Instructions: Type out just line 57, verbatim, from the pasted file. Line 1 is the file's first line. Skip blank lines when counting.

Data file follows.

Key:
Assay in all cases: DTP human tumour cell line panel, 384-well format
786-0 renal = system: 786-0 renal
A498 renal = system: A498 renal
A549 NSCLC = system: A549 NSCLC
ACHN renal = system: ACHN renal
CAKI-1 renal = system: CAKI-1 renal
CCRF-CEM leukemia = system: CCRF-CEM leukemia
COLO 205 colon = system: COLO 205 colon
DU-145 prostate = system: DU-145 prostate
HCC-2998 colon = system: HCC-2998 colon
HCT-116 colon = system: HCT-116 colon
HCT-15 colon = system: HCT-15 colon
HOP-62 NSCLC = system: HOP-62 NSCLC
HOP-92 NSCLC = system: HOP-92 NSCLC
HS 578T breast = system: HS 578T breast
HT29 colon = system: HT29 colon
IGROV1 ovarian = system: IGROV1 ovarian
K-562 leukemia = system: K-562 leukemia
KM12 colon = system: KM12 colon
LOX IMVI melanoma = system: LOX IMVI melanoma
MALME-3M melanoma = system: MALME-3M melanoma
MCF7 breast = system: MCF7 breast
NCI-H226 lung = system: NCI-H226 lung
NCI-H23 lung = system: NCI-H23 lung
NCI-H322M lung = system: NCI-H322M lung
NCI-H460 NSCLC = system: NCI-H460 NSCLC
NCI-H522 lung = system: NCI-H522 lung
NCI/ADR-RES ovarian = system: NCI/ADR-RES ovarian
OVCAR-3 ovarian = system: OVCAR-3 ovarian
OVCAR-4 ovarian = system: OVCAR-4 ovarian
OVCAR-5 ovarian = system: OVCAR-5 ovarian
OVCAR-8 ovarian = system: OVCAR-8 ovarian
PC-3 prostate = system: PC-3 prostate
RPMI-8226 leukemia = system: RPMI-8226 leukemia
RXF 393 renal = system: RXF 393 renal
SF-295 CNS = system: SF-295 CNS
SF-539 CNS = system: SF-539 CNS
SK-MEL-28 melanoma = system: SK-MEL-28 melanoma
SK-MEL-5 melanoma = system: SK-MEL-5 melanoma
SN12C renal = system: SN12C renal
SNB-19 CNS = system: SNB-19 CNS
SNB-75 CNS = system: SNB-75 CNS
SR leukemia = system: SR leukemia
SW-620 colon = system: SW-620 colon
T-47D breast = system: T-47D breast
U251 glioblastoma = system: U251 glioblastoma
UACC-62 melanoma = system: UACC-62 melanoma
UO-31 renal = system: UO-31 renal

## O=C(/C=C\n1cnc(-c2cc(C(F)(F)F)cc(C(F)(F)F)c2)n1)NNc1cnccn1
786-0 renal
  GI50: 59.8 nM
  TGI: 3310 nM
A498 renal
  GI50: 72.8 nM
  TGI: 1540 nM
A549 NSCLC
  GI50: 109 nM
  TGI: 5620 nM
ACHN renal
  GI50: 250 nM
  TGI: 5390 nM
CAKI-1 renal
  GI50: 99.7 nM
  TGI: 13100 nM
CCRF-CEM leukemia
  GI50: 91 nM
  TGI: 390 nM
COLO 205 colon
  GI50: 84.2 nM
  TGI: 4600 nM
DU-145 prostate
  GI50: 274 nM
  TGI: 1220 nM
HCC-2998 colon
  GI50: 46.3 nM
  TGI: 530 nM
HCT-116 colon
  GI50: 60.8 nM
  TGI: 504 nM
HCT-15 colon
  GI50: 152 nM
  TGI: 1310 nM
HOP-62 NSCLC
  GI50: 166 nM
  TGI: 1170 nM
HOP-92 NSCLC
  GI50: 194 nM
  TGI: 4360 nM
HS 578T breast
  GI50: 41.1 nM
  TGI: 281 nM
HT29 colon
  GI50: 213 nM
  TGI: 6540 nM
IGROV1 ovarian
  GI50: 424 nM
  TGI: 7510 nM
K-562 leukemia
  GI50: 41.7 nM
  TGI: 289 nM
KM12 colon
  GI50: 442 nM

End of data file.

A549 NSCLC